As a tennis athlete, you know that consistently performing on-court drills will improve your game. But do you also know how to train off the court? Too few tennis players understand the performance benefits of weight training.
I highly recommend seeking out a strength coach for an individualized training program. If that isn't feasible for you, try my workout below. I suggest three areas of the body to focus on for dramatic improvement in your game. Incorporate the following exercises into your tennis training program and you'll dominate your opponents on the court.
You probably know that hips are the powerhouse of the body. If not, please re-read that sentence—hips really are that important. They control two integral components of your game, speed and body torque, which influence your court movement and stroke efficiency. Having your hips function optimally improves your full mobility range, allowing you to efficiently move in and out of hitting positions. It also gives you proper rotation during forehand and backhand groundstrokes. The Swinging Hip Gate demonstrates this concept; it develops hip mobility and rotation, prepares the legs for interaction with the ground when decelerating and changing direction, and strengthens the legs.
Swinging Hip Gate
Stand with your feet hip-width apart and hands at your sides. Keeping your back upright, push your hips back and lower into a Squat, making sure your toes point out. Gently press your hands on your inner thighs. Jump back to starting position. Find more tips in the video at the top.
All of the power you generate with your legs means nothing if you can't transfer it through a stable core. If your leg strength outpaces your core stability, your overall performance will suffer and your susceptibility to injury will go up. Maximize your performance potential and avoid injuries by building up your core with the Half-Kneeling Cable Rotation. This powerful exercise takes your legs out of the equation, since you have to maintain posture during the lift while focusing on your core.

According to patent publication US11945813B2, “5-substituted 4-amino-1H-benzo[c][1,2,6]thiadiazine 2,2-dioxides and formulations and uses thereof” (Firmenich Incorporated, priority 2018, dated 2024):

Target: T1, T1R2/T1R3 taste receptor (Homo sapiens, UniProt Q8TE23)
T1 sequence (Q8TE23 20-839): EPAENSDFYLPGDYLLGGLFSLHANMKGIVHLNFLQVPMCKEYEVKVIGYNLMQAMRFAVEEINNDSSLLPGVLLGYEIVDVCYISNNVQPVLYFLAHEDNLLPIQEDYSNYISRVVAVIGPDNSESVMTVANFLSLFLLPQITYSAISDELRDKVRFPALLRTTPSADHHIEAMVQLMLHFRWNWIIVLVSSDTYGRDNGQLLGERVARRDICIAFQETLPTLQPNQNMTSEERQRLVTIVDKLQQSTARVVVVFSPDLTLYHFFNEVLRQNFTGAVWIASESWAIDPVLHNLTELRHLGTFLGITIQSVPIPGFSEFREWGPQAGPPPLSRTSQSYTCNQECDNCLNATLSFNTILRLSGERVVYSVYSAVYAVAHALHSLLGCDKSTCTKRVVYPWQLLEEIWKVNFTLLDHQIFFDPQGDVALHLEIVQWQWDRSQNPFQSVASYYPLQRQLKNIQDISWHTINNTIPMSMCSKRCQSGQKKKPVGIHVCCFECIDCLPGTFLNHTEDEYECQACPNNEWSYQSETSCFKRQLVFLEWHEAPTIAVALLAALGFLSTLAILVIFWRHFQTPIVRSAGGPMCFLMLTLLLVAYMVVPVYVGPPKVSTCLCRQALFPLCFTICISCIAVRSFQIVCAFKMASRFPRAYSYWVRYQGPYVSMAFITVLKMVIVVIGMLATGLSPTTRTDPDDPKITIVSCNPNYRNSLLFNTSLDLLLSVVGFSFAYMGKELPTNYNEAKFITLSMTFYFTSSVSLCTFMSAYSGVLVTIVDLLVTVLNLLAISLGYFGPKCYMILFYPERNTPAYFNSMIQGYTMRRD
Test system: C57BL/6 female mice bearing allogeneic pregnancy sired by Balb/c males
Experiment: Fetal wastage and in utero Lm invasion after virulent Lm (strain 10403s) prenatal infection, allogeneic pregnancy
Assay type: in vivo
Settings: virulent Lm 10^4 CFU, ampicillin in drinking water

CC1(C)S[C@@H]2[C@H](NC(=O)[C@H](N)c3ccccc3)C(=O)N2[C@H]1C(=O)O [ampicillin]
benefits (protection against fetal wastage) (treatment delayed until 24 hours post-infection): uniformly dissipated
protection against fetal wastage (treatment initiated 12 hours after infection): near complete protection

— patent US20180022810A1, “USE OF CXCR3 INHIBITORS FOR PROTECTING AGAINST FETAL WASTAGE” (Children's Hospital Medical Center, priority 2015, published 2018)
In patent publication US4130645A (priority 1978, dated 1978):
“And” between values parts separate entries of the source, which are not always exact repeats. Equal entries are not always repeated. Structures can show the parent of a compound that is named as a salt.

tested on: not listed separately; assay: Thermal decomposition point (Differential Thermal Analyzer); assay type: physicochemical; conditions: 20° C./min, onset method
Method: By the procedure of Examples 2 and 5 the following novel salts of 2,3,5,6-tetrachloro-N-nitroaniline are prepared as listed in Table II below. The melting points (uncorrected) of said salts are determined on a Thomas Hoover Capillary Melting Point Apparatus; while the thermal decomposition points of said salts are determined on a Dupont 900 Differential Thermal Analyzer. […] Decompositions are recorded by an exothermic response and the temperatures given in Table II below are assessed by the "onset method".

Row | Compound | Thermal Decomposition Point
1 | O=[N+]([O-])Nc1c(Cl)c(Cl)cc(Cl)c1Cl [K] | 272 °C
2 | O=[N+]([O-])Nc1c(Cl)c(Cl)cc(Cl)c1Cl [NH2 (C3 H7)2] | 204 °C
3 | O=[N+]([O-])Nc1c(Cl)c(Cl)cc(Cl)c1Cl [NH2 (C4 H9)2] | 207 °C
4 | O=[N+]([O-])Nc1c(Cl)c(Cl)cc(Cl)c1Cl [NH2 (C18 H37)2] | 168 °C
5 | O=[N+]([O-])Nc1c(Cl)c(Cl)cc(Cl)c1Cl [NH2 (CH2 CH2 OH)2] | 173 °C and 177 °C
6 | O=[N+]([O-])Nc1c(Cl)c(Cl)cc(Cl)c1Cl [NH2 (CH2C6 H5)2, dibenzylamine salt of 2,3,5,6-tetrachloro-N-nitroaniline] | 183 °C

Half-Kneeling Cable Rotation
This requires the use of a cable pull machine. Start in a half-kneeling position—outside knee down, inside foot on floor—with hips perpendicular to machine. Hold the rope handle with both hands from a low cable position. Turn your shoulders toward the machine, keeping your chest up and your abs tight. Pull the handles up toward your chest while turning your trunk away. Return to starting position and repeat, switching sides. Check out the video above.
Sets/Reps: 2-3x10-12 each side
Any tennis player can attest to the demands placed on his or her shoulders during a match. Every stroke involves the use of this joint. To make sure your shoulders can withstand the challenge requires mobility in the joint and its stabilizing structure, the shoulder blade. One exercise that covers all the bases is the Behind-the-Neck Pull-Apart. It can dramatically improve shoulder health, keeping you hitting winners time and again.
To correctly perform this exercise, you need a short resistance band. Standing with your arms stretched straight overhead, hold the band at shoulder-width with your palms facing forward. Position the band behind your neck by pulling your shoulder blades back and flexing your elbows. Keep your chin tucked in to your chest the entire time. Reset to original position.
If you are looking to maximize your performance, adding these three movements can provide a great starting point to take your game to the next level. As with any kind of training, put safety first by knowing how to properly perform the exercises and use a spotter. (Video Above)